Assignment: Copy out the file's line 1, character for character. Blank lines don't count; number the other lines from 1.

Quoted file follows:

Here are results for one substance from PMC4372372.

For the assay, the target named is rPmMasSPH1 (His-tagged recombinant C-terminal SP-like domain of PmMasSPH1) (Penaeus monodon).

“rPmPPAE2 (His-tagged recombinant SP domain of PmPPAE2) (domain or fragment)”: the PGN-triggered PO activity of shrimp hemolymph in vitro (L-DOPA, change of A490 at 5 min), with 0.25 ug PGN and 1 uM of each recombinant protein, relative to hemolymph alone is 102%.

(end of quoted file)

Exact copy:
Here are results for one substance from PMC4372372.